GAO’s reports and testimonies give Congress, federal agencies, and the public timely, fact-based, non-partisan information that can improve government operations and save taxpayers billions of dollars.
The U.S. Agency for International Development planned to spend $1.14 billion helping microenterprises (businesses with under 10 employees) from 2015-2018. We reviewed USAID project evaluations and academic literature to see how this aid affected women and the very poor.
Haiti is still struggling to recover from the massive 2010 earthquake that claimed more than 200,000 lives and caused $7.8 billion in damage. A cholera epidemic, hurricanes, and other subsequent disasters have stalled progress and economic growth.
Since the earthquake, the U.S.
Millions of poor families in the developing world earn money from very small businesses. Congress requires the U.S. Agency for International Development to spend at least $265 million a year to support micro, small, and medium-sized enterprises.
The Northern Triangle countries of El Salvador, Guatemala, and Honduras have long struggled with poverty, weak governance, and insecurity. In 2014, the U.S. government introduced a strategy to increase their prosperity and strengthen governance and security.
What GAO Found As of September 30, 2014, the U.S. Agency for International Development (USAID) had allocated $1.7 billion to the Haiti reconstruction effort, directing more than half of this funding to the health and food security sectors.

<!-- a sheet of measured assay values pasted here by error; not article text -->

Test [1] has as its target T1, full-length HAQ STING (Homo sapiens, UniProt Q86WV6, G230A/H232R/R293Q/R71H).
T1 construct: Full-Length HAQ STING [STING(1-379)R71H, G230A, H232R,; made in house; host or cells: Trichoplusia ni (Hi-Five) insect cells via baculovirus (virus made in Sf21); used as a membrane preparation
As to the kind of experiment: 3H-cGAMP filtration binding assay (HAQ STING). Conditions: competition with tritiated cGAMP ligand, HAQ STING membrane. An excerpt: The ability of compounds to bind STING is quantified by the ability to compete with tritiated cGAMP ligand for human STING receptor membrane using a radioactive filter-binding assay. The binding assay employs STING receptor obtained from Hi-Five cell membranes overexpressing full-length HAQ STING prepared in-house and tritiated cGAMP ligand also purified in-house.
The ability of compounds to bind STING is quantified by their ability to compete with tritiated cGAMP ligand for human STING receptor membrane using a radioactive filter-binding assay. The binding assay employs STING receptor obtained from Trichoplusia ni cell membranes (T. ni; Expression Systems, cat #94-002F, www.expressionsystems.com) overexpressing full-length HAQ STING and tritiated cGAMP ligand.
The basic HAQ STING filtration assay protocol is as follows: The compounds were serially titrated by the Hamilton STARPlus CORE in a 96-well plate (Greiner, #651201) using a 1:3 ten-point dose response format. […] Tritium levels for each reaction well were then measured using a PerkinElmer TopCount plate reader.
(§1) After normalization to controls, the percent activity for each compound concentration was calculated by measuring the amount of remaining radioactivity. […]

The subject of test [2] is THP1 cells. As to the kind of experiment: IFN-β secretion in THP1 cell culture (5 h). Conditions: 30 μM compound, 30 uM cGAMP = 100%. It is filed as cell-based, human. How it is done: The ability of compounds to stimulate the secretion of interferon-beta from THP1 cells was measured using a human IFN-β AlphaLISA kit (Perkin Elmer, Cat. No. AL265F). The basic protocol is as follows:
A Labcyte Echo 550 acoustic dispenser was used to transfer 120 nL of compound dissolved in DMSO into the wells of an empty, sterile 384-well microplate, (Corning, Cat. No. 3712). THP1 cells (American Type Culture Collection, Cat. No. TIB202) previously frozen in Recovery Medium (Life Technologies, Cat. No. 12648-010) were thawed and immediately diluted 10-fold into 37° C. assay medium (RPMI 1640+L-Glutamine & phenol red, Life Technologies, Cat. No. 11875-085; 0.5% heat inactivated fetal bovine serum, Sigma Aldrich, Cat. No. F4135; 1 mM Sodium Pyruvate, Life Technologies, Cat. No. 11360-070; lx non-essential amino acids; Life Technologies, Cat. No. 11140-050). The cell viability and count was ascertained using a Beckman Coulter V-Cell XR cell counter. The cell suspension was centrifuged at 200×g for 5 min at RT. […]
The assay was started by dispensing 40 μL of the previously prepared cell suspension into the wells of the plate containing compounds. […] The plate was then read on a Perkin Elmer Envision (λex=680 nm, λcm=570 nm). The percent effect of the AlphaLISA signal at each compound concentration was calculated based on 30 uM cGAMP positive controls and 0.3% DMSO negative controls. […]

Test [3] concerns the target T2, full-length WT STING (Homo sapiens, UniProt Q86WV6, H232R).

What GAO FoundAs of June 30, 2013, the U.S. Agency for International Development (USAID) had obligated $336 million (52 percent) and disbursed $229.5 million (35 percent) of $651 million in funding for Haiti earthquake reconstruction from the Supplemental Appropriations Act, 2010.
What GAO FoundGAO found that the United States Agency for International Development (USAID) could not demonstrate how the projects that it reported to Congress met the provisions of the 2008 directive because of three weaknesses.
From 2005 to 2010, 24 U.S. agencies provided more than $9 billion in trade capacity building (TCB) assistance to help more than 100 countries reduce poverty, increase economic growth, and achieve stability through trade. To report on TCB funding, the U.S.